STORYLINE: An ol' time NFC Central/North defensive battle?

Could be. This is one of only two games this week (see Baltimore-Pittsburgh below) that features teams ranked in the top 10 in the NFL in defense.

It's No. 3 Chicago against No. 9 Detroit. Brings back memories of linebackers Bill George vs. Joe Schmidt, or Mike Singletary vs. Chris Spielman. Now it's Brian Urlacher vs. Boss Bailey.

The teams are tied atop the division (Chicago beat Detroit 38-6 in Week 2) and come off victories that indicate their quarterbacking situation is in steady hands.

Rookie Kyle Orton has taken the Bears to back-to-back victories row while suffering only one interception in his past three games. Seven-year vet Jeff Garcia made his Lions debut Oct. 23 after a preseason broken leg and completed 22 of 34 for 210 yards with no interceptions or sacks while even running for a TD in a 13-10 victory against Cleveland. "He's our QB," head coach Steve Mariucci said.

Tidbit: With a victory, the 86-year-old Bears would become the first NFL club with 650 regular-season victories.

STORYLINE: One leads their division, the other is tied for the lead. Yet they've got "problems"?

All of a sudden, the Eagles -- tied for first in the NFC East -- "can't rush the ball," people say. And it's true they are a quixotic team on offense. Philadelphia leads the NFL in passing offense with almost 300 yards per game (299.7), yet sits last in rushing (57.5).

Not good, of course, says their quarterback Donovan McNabb, but we are winning, and isn't that the important thing? "We have to run the ball more," McNabb said, "but when you get into a rhythm, you have to stay with what's working."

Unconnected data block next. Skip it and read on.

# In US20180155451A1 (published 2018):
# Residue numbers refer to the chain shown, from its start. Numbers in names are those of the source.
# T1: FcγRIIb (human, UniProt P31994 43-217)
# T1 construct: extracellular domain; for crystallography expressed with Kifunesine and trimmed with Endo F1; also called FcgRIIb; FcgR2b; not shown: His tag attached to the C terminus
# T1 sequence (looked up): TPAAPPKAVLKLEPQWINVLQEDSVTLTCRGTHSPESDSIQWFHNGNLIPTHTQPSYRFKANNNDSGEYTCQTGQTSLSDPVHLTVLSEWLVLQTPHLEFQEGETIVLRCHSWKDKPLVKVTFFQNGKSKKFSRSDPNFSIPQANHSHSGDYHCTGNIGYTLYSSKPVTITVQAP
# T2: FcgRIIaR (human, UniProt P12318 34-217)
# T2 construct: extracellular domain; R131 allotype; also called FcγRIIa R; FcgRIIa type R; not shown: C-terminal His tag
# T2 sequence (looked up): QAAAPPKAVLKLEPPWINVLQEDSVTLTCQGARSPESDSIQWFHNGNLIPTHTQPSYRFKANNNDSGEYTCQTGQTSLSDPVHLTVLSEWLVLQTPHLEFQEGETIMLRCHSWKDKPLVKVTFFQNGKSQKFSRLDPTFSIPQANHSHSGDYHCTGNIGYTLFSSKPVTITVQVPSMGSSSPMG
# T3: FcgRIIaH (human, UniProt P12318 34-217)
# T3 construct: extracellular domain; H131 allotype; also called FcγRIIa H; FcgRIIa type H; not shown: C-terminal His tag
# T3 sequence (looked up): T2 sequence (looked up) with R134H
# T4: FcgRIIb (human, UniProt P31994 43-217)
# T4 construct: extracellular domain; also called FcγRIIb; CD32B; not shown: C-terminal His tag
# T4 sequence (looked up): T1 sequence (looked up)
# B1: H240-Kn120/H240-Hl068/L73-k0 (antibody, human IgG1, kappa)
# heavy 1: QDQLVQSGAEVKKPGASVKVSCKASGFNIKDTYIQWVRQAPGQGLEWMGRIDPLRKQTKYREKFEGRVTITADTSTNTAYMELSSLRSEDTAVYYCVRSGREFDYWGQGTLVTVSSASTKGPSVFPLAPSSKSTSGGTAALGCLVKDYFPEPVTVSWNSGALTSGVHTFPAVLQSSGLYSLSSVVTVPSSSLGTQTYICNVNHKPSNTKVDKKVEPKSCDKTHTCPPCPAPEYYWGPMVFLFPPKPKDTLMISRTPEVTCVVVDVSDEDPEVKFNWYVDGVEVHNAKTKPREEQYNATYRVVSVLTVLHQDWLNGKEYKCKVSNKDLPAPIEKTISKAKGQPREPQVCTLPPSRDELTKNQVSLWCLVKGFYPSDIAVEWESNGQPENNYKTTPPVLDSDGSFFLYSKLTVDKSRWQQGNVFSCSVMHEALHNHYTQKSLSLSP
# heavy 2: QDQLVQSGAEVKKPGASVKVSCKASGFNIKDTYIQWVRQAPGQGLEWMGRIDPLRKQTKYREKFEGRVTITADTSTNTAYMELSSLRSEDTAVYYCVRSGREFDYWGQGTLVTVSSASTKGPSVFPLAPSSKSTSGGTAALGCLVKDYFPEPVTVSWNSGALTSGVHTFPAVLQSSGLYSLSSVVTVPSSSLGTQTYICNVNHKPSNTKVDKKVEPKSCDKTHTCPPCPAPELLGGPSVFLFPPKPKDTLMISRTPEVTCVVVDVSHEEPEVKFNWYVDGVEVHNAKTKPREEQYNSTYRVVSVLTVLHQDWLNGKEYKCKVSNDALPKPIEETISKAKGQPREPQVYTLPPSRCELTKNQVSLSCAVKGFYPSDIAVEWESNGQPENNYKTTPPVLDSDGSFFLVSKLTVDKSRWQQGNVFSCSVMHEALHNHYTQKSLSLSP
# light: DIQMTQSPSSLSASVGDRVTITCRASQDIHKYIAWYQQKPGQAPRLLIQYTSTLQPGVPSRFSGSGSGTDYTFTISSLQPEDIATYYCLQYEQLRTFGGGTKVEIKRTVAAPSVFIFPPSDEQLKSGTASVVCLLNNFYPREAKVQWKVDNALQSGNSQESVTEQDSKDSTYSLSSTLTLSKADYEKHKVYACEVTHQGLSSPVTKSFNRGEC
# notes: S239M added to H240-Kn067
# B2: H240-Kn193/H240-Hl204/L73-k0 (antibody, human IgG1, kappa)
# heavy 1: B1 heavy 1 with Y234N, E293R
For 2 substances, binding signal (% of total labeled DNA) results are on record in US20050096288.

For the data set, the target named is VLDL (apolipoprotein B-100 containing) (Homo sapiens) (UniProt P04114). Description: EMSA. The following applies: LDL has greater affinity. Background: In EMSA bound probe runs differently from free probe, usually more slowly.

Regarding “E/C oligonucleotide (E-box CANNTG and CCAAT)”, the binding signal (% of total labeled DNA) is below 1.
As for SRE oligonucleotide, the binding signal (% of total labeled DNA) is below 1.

And what was working last week for the Eagles in their victory against San Diego was the passing game. McNabb set a club record for completions, 35, out of 54 attempts.

Denver -- leading the AFC West -- is just about the opposite of the Eagles on offense, ranking No. 2 in the league in rushing and 25th in passing. But ... they are allowing late-game comebacks. On Oct. 23, it was the third such game in a row, and it cost them (see Redskins-Giants above). "We've got to finish people," Broncos S John Lynch said. "That has to be done when you have leads. We flirted with it the last couple of weeks and it caught up to us."

The game-turners could be two of the league's top 10 receivers, Philly's Terrell Owens (tied with Torry Holt for first with 44 catches) and Denver's Rod Smith (seventh, tie, 37).

BALTIMORE RAVENS (2-4) at PITTSBURGH STEELERS (4-2) (Monday night, ABC, 9 p.m. ET) STORYLINE: "Mr. Nighttime" vs. Steel 100-yard Curtain.

It's a primetime game, Pittsburgh, so watch out for Jamal Lewis.

The Ravens running back has averaged 116.0 yards in the club's past seven primetime games, with Lewis breaking the 100-yard mark in five of those outings. One was against division-rival Pittsburgh (114 yards on Dec. 28, 2003).

The thing is that the Steelers, seventh in the league against the run, have not allowed a 100-yard rusher in 18 games. "You just have to control the line of scrimmage against Lewis," Pittsburgh defensive coordinator Dick LeBeau said. "You can't give him that cutback lane. He can run away from you if he gets a little bit of a crack."

The Steelers RBs -- Jerome Bettis and fleet Willie Parker -- and passing combo of QB Ben Roethlisberger and WR Hines Ward will go against one of the league's three teams (Chicago and Tampa Bay) with top-10 overall, rush and pass defensive rankings.